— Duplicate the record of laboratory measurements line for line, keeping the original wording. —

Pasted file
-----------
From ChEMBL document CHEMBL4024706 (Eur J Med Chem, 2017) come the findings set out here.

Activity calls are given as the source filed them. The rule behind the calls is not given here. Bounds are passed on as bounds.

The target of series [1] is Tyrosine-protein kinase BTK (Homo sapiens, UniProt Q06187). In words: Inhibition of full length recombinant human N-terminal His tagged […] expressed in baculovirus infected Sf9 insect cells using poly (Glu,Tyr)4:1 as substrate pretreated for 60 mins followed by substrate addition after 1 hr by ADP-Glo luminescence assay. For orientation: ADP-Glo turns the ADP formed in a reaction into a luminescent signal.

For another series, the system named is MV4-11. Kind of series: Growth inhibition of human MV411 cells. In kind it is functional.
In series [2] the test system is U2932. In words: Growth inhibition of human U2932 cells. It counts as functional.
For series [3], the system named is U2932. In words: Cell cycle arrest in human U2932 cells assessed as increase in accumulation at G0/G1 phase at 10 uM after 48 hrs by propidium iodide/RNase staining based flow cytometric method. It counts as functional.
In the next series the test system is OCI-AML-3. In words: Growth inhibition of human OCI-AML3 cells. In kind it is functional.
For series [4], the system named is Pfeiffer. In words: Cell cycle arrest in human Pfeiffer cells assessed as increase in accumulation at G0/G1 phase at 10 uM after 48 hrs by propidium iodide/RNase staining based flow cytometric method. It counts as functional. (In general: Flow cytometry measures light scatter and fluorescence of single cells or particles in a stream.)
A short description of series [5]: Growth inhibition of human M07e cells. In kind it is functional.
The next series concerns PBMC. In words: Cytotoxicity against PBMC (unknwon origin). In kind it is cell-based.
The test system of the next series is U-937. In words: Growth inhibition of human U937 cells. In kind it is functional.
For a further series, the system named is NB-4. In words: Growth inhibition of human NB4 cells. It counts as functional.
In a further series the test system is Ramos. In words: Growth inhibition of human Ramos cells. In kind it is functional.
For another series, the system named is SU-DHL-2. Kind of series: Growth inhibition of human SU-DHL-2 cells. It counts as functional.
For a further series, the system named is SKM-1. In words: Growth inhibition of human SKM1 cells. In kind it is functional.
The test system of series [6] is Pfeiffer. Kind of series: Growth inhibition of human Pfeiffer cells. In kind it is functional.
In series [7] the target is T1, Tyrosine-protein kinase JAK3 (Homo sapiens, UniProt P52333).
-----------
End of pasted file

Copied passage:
From ChEMBL document CHEMBL4024706 (Eur J Med Chem, 2017) come the findings set out here.

Activity calls are given as the source filed them. The rule behind the calls is not given here. Bounds are passed on as bounds.

The target of series [1] is Tyrosine-protein kinase BTK (Homo sapiens, UniProt Q06187). In words: Inhibition of full length recombinant human N-terminal His tagged […] expressed in baculovirus infected Sf9 insect cells using poly (Glu,Tyr)4:1 as substrate pretreated for 60 mins followed by substrate addition after 1 hr by ADP-Glo luminescence assay. For orientation: ADP-Glo turns the ADP formed in a reaction into a luminescent signal.

For another series, the system named is MV4-11. Kind of series: Growth inhibition of human MV411 cells. In kind it is functional.
In series [2] the test system is U2932. In words: Growth inhibition of human U2932 cells. It counts as functional.
For series [3], the system named is U2932. In words: Cell cycle arrest in human U2932 cells assessed as increase in accumulation at G0/G1 phase at 10 uM after 48 hrs by propidium iodide/RNase staining based flow cytometric method. It counts as functional.
In the next series the test system is OCI-AML-3. In words: Growth inhibition of human OCI-AML3 cells. In kind it is functional.
For series [4], the system named is Pfeiffer. In words: Cell cycle arrest in human Pfeiffer cells assessed as increase in accumulation at G0/G1 phase at 10 uM after 48 hrs by propidium iodide/RNase staining based flow cytometric method. It counts as functional. (In general: Flow cytometry measures light scatter and fluorescence of single cells or particles in a stream.)
A short description of series [5]: Growth inhibition of human M07e cells. In kind it is functional.
The next series concerns PBMC. In words: Cytotoxicity against PBMC (unknwon origin). In kind it is cell-based.
The test system of the next series is U-937. In words: Growth inhibition of human U937 cells. In kind it is functional.
For a further series, the system named is NB-4. In words: Growth inhibition of human NB4 cells. It counts as functional.
In a further series the test system is Ramos. In words: Growth inhibition of human Ramos cells. In kind it is functional.
For another series, the system named is SU-DHL-2. Kind of series: Growth inhibition of human SU-DHL-2 cells. It counts as functional.
For a further series, the system named is SKM-1. In words: Growth inhibition of human SKM1 cells. In kind it is functional.
The test system of series [6] is Pfeiffer. Kind of series: Growth inhibition of human Pfeiffer cells. In kind it is functional.
In series [7] the target is T1, Tyrosine-protein kinase JAK3 (Homo sapiens, UniProt P52333).